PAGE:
I don't have a vice with soft jaws. I'm pretty sure rscecil007 is talk about rubber jaws on a vice. (Sometimes when you are working with aluminum you can use aluminum jaw inserts but I wouldn't try that here.) I would make sure to only use rubber or tape.

    My first choice was to use one (or two) jelly-type sticky pads instead of duct tape but I couldn't find the one I have (and I live in the sticks so going to Walgreens/Home Depot wasn't an option); so I used duct tape. It works well but requires a bit of cleanup afterwards.
    "sounds like you need to find a better mechanic..." -- Calhoun

  19. #19
    TSC
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    Quote Originally Posted by rscecil007 View Post
    Mayha, there should be a washer on both sides, to go between the bearing and the pivot shaft.
    Adding on to what rscecil007 said: you will notice that the inner, metal part of the bearing is raised above the dust seal. This is because you don't want any moving parts touching your dust seal. Rotating/moving parts touching your dust seal will destroy it (or, at a minimum, pop it out of place); making it useless. To protect against this, Knolly's bearing inserts have a small raised ridge (I tried to highlight it in red to make it more visible) to make sure the insert only touches the metal part of the bearing. The washers do the same thing on the other side. Note: in other areas of the bike's suspension there is no need for washers as it is aluminum that will be butted up against the bearing. Since aluminum doesn't deform it won't hit your dust seal, making washers unnecessarily.

    Hope this helps!


    Name:  Knolly Mechanic Tips & Tricks Seal Guards.jpg
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    BTW, if the bearing insert pictured looks too big for the hole; it is. I used the bigger one to make the raised ridge easier to see.
    "sounds like you need to find a better mechanic..." -- Calhoun

  20. #20
    TSC
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    This is a good article for the DIY bike mechanic; although I wouldn't follow their "pack your bearing full of grease" advice on anything other than suspension bearings, which are very limited in their rotation speed. Too much grease in a bearing will slow it down and will cause heat buildup in high-RPM bearings.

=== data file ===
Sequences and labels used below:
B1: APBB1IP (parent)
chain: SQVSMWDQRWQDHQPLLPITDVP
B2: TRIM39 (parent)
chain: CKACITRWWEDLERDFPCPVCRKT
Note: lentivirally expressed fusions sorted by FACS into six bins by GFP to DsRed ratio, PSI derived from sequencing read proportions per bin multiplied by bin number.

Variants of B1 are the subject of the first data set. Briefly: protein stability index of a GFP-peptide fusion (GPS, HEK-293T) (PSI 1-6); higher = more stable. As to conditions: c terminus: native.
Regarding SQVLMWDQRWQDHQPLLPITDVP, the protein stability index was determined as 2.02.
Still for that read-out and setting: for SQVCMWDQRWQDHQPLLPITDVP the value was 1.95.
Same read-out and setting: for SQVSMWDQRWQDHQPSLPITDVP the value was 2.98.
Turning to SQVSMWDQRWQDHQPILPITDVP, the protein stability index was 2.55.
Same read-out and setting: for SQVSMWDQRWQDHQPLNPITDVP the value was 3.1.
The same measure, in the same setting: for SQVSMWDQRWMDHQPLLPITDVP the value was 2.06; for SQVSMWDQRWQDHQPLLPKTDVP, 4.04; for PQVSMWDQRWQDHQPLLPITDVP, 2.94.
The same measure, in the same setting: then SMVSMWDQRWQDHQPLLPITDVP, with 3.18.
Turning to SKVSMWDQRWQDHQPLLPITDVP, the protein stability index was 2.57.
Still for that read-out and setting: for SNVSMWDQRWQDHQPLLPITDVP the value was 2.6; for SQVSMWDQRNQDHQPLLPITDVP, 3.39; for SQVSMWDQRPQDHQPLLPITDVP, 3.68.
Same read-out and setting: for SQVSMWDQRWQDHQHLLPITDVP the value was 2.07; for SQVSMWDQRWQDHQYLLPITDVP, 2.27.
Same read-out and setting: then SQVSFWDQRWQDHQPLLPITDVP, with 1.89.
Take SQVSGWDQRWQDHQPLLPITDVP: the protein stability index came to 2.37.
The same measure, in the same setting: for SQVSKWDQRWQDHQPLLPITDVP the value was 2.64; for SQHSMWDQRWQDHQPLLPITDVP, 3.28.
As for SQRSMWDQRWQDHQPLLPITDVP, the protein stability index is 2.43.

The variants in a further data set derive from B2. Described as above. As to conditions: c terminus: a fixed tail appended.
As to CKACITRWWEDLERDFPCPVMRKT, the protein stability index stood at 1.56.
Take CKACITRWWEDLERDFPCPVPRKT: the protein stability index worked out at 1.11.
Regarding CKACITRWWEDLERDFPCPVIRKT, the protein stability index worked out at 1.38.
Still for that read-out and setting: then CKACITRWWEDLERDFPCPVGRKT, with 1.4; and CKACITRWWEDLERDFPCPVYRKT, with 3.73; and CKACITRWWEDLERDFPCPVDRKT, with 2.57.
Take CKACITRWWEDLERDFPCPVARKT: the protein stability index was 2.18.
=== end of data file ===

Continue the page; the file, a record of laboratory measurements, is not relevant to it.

Workshop: Caring For Mountain Bike Suspension Pivots - BikeRadar
    "sounds like you need to find a better mechanic..." -- Calhoun

  21. #21
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    on this topic, heres something really cool that intense are putting on for their customers on pinkbike later

    April 2nd, Intense Cycles Live in The Lounge by CaneCreekCyclingComponents - Pinkbike

    thats a cool way of nailing 000's of queries in one go. Knolly, you up for something like this?

  22. #22
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    The tool recommended to to me by Knolly for removing the second bolt from the "shaft" was heat. I had the rusty bolt issue and this was the only one I could not get to break free. The issue is the loctite thats used. I used a heat gun on high and it did the trick.

  23. #23
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    Quote Originally Posted by TSC View Post
    I'm pretty sure rscecil007 is talk about rubber jaws on a vice.
    Yup, that's what I was talking about. Thanks for the correction. I need to go buy a vice and a set of those.
    If jackasses could fly this place would be an airport.

  24. #24
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    Quote Originally Posted by AndyD View Post
    The tool recommended to to me by Knolly for removing the second bolt from the "shaft" was heat. I had the rusty bolt issue and this was the only one I could not get to break free. The issue is the loctite thats used. I used a heat gun on high and it did the trick.
    Good to know for anyone reading. Wish I had known that though and not eff'd my pivot axle up. Oh well. I used blue loctite on all my bolts when I re-installed them. No idea what Knolly recommends.
    If jackasses could fly this place would be an airport.

  25. #25
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    Quote Originally Posted by woodyak View Post
    Fast-forward a week later when I got my shock back before installing I torqued down the linkage and I noticed that it still had a good bit of binding. I greased the crap out of the bushings and that helped but I still found it lacking. So I reduced the torque and used loc-tite on the bolts and it was look a whole new bike. It was so much plusher that I had to adjust the shock to deal with it. Be careful with these bolts though as the 1st time I didn't use loc-tite and the bolts came out.
    EXCELLENT GUIDANCE! I found the same thing two weeks back.

    What torque value did you settle on - just short of spec?